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Subject: Meeting the InCommon Assurance profile criteria using Active Directory

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[AD-Assurance] RE: [aac] AD Assurance Cookbook: Interpretation Sections

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  • From: Eric Goodman <>
  • To: "" <>
  • Subject: [AD-Assurance] RE: [aac] AD Assurance Cookbook: Interpretation Sections
  • Date: Thu, 24 Oct 2013 23:04:11 +0000
  • Accept-language: en-US

I thought we were pretty clear here. If the secret that is transmitted is one
that can be used to authenticate to the IdP, then it's in scope; otherwise
it's not.

I don't disagree with your statements here, Jeff, I just think we were clear
about our meaning. I'm not opposed to restating it to make it more
understandable, I'm just concerned that they may actually be disagreeing with
the assertion. (I guess we'll get to talk with them about that tomorrow.)

I was going to try to say more in response to the AAC comments, but I didn't
have much time yesterday or today. I'll be on the call tomorrow, so can
hopefully get some notes together before then.

--- Eric

-----Original Message-----

On Behalf Of Capehart,Jeffrey D
Sent: Wednesday, October 23, 2013 2:06 PM

Subject: [AD-Assurance] RE: [aac] AD Assurance Cookbook: Interpretation

"Back to defining what's in scope, the definition in this cookbook section
appears to be: if it's used to authenticate to the IdP, or if it's used to
authenticate to a change my password app. I think the definition of in-scope
authentication secrets is not related solely to specific technologies. They
are in scope if they meet a whole variety of criteria that underpin the
design of the overall Silver implementation."

OK -- Perhaps we can be clearer about what we specifically want. If the
actual password is sent over the network, then it is in scope. The IDP uses
a protected channel and meets criteria. All web-based apps would need to use
a protected channel too if they ask for username and password.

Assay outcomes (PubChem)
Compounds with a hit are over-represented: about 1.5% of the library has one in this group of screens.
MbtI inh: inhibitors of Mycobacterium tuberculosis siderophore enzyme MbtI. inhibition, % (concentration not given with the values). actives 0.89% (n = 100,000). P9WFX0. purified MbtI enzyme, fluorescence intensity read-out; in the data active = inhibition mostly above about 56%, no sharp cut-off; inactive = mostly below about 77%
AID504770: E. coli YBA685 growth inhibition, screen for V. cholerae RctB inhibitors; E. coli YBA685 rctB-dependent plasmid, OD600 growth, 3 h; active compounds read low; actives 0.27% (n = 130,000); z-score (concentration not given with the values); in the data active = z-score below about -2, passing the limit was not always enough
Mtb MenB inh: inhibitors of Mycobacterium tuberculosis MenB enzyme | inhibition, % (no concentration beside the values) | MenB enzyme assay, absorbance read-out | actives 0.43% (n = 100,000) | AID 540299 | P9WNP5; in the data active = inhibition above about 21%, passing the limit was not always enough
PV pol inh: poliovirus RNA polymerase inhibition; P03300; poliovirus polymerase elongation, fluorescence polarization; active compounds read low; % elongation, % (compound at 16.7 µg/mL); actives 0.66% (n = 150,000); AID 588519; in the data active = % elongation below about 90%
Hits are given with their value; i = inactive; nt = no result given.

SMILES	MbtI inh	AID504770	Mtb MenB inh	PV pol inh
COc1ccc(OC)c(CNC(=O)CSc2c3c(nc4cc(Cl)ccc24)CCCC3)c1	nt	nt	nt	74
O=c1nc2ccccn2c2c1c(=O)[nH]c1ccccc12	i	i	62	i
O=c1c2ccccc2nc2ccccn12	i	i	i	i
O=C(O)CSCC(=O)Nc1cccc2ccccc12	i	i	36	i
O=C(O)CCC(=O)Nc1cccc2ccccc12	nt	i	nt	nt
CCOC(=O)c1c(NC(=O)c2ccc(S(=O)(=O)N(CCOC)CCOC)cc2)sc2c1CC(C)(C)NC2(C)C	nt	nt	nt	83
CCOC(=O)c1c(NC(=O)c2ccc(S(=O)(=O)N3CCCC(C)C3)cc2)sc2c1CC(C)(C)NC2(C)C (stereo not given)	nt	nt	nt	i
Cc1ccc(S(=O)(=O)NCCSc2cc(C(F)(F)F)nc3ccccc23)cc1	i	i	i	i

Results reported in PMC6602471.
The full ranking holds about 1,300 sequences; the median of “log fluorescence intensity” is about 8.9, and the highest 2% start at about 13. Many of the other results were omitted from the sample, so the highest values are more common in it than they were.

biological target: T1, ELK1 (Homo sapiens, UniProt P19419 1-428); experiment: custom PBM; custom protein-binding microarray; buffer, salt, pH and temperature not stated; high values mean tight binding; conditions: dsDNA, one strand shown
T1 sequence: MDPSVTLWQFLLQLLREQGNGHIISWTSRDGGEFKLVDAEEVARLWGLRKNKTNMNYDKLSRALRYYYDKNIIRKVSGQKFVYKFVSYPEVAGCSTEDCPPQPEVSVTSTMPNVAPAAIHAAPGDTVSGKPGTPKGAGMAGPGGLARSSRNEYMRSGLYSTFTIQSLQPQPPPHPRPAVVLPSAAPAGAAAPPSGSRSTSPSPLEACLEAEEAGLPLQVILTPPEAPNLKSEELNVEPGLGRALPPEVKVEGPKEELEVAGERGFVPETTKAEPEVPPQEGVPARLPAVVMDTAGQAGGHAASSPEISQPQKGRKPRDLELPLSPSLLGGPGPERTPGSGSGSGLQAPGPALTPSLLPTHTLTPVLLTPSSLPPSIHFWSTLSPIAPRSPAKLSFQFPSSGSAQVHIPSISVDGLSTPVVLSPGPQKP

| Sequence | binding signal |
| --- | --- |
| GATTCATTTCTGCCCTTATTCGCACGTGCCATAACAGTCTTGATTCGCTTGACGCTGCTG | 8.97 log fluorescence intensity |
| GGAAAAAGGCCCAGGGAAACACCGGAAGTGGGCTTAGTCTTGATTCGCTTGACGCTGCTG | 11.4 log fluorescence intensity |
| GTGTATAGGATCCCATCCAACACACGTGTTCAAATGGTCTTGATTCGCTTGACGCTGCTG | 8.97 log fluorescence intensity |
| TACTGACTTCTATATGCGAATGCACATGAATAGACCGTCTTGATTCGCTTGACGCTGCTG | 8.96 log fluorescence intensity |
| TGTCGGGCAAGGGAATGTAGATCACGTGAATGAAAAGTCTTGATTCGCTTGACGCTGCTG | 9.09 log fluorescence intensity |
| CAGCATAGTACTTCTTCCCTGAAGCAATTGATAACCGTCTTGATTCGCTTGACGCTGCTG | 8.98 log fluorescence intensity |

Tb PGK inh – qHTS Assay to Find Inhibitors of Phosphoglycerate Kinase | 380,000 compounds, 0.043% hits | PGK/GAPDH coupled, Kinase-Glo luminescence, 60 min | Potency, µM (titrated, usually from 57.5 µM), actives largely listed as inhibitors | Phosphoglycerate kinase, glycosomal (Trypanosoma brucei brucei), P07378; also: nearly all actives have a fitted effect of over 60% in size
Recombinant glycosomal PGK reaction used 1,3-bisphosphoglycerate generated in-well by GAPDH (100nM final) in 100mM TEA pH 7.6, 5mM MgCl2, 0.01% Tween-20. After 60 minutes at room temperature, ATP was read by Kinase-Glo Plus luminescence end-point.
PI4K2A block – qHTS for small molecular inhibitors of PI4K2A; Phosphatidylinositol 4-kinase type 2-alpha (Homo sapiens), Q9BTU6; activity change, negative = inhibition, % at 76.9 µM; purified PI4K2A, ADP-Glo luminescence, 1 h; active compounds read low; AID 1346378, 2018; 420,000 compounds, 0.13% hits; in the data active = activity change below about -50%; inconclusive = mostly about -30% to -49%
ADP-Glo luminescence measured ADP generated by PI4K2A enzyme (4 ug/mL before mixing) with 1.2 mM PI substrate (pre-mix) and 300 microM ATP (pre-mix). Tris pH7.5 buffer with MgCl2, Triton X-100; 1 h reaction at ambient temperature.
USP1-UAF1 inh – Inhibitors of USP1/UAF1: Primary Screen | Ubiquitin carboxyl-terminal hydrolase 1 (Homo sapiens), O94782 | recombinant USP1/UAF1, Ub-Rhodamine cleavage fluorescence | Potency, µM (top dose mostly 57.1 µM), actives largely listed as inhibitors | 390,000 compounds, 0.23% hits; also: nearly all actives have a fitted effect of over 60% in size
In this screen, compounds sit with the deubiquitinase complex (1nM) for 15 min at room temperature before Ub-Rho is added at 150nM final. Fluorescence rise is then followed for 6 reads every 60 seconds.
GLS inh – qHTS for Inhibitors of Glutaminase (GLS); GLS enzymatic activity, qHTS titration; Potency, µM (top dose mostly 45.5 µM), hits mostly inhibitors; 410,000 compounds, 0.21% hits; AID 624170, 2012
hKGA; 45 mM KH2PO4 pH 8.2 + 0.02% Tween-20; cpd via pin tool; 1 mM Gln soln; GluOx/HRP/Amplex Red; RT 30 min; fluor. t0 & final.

If some other non-web based application prompts for the user's AD DS
username/password, then we think it should not be considered in scope if it
doesn't send the password itself over the network, regardless of the channel.
For example, if an application takes the user-input password and converts it
in-memory such as by hashing the password like NT Hash, using NTLM
authentication or a Kerberos ticket, and then sends it over the network in
that modified form by using AD as the verifier, then those methods do not
send the actual password itself over the network. We think those
authentications could be considered out-of-scope authentication methods,
specific to This is where the disagreement is.

I think the reason it gets complicated is because Bronze already says no
plain text transmission over the network. Silver only allows approved
algorithm/protected channel methods. Doing something more than plaintext but
less than "approved algorithm/protected channel" may not cut it.

We seem to think the risk is higher dealing with the plain text password, and
lower when dealing with the hash or a ticket.

It may just be easier if the AAC could grant an exception for AD DS under the
conditions that match our requirements that you can't configure your IDP and
AD DS for single sign-on such that a user could authenticate to the IDP using
an existing Kerberos ticket or an NTLM hash. The requirement would be for
the IDP to get the credentials (username/password) directly from the user
when the IDP is operating in only username and passwords for Silver. That
could be the basis for an alternative means proposal and may be the route to
go if trying to set up interpretations to match our desired outcome is not

The IDP would not accept the types of credentials that could be intercepted
or replayed from AD DS, even though the IDP might use AD DS behind the scenes
on the server side, such as with LDAPS, because it would need the user's
username and password to authenticate that user. This would be the
compensating control needed for an alternative means proposal.

Jeff C.

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